The Cloud – Elasticity

bungees

This article is part of a series on the defining value propositions of cloud computing platforms. The whole series includes:

The Stretchy Cloud

Another core tenet of cloud computing is its inherent elasticity, i.e. the ability to consume more or less resources on-demand, and through a pay-per-usage model.

Elasticity is a critical enough differentiator for cloud computing that Amazon even named their IaaS offering “EC2”, for “Elastic Compute Cloud”.

Autoscaling

There are two ways to take advantage of elastic computing resources.

  1. Exploit the ability to rapidly provision new resources whenever you notice demand getting high, expect an increase in capacity needs, or have a one-off task that would benefit from increased horsepower.
  2. Get a computer to do #1 for you based on some predetermined thresholds. For example, CPU load getting above 80% on your current servers.

Amazon Web Services, Rackspace, Microsoft Azure and others all offer #2, known as autoscaling.

I’ve found the real usefulness of autoscaling to be limited, and know very few companies that do it in practice. A now ancient (2008!) article by George Reese sums up some of the arguments against autoscaling, which still ring true.

If you have very specific application services that have predictable load patterns, or if you have so many servers that it’s worth a few engineers worth of salary to manage the complexities and assumptions of an autoscaling cluster, go for it. Until then, stick to scaling your infrastructure on the fly, but manually, to take advantage of your elastic infrastructure.

An Underutilized Feature

The elastic nature of the cloud may be its single most under-utilized feature. Most companies move to the cloud to save on infrastructure costs or to take advantage of managed services. And many use the elastic nature of the cloud to easily provision servers. But disappointingly few automatically scale their resources up and down to meet demand. something I suspect will change as the tooling for cloud platforms matures.

The best dollar value for cloud computing comes when you can exploit the elasticity to only pay for resources you need, when you need them. You win because you aren’t paying for what you don’t need, and IaaS providers win because they aren rent the same resources to someone else during the hours you aren’t using them.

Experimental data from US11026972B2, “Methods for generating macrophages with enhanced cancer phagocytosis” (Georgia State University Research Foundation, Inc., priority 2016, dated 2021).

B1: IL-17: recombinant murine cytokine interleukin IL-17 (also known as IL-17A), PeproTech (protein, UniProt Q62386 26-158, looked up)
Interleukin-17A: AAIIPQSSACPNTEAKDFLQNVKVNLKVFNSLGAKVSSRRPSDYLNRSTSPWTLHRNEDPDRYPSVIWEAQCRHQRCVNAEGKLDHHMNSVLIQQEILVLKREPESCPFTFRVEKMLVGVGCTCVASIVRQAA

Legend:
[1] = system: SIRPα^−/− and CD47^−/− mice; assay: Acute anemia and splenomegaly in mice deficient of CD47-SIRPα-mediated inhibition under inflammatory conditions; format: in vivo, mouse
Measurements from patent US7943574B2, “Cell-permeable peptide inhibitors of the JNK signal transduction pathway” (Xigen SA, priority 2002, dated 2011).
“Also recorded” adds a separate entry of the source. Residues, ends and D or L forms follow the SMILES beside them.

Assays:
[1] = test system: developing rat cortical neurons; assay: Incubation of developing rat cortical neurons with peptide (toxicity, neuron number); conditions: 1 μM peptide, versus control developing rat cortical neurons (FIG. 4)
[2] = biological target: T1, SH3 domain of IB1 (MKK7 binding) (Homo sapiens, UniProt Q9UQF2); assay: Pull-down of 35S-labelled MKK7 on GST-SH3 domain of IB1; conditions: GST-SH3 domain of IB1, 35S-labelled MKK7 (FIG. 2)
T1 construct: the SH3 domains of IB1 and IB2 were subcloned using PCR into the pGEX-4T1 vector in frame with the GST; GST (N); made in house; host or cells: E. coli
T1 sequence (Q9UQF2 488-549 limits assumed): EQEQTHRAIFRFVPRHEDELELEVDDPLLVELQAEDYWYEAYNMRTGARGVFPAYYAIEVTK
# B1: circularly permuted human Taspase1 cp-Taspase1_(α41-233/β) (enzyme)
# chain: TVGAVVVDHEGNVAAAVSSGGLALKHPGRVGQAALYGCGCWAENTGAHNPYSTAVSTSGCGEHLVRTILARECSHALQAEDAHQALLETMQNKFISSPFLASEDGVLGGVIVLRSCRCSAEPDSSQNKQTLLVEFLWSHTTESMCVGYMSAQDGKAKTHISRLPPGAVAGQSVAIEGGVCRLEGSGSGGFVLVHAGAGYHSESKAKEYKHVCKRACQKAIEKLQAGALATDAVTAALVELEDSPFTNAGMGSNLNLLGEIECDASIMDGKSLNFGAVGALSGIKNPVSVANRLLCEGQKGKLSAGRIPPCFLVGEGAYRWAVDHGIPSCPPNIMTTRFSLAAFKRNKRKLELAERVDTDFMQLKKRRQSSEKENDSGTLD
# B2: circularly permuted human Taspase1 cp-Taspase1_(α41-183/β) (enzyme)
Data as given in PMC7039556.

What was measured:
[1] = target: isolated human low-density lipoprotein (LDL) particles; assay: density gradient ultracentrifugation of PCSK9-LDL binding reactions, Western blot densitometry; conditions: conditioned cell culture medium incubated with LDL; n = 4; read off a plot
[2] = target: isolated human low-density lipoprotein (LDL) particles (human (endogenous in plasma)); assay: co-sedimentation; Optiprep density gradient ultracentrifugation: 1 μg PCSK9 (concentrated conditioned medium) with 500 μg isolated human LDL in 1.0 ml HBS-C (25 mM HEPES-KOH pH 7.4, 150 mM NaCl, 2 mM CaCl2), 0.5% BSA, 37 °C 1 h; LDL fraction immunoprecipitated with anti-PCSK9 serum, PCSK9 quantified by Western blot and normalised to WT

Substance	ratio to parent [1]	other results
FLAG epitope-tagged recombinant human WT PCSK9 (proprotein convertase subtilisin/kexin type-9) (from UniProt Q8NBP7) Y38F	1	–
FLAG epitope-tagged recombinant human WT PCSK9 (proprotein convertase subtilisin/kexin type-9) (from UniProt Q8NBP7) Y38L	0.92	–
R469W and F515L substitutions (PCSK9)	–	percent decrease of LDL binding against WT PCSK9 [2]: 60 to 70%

Case Study: NYTimes

Despite being ignore by many tech companies, who just want the cloud because it’s a low-cost way to deploy an application, there are still hundreds (maybe thousands?) of companies that are making liberal use of the elasticity of Amazon and other big cloud providers.

The New York Times technology team has long been at the cutting edge of both front-end and architectural strategies. When it came time for them to put all their 11 million public domain articles online as PDFs, they took advantage of EC2 by spinning up 100 machines for 24 hours to crunch all the data. Let’s say they used m1.large instance types (just guessing), at a cost of $0.24/hour. That’s only $576 for 100 instances to run a whole day. A veritable super-computer for the cost of a low-end iPad!

I went to a talk a number of years back where the New York Times discussed the process of updating data on election night as poll results get uploaded to the Associated Press FTP server for consumption by all the media outlets. New poll results flow in once per hour, and time is of the essence when reporting breaking election results to your readers. So the NYT would spin up lots of cloud instances on election night to parallelize the process of slurping down election results every hour and updating them on their site. This was part of a much larger strategy for serving high-traffic on election night, all made possible by the elasticity of the cloud.

Case Study: You

Take a look at how your business uses infrastructure, and ask two questions.

  1. How variable is my utilization? How much money could I save if I turned machines on and off in-sync with demand?
  2. What cool stuff could I do if cost was no barrier to having hundreds of machines at my disposal for quick bursts? Is there a way to leapfrog my competitors by throwing computing horsepower at the problem?

Keep in mind that it’ll take a bunch of work for your ops team to figure out how to best exploit elasticity on your particular deployment. Make sure it’s a big enough lever for you before you send them on a wild goose chase. But know that the capability is there, and is one of the great benefits of the Cloud.

Building a Simple Olympic Medals API

olympic-rings-fail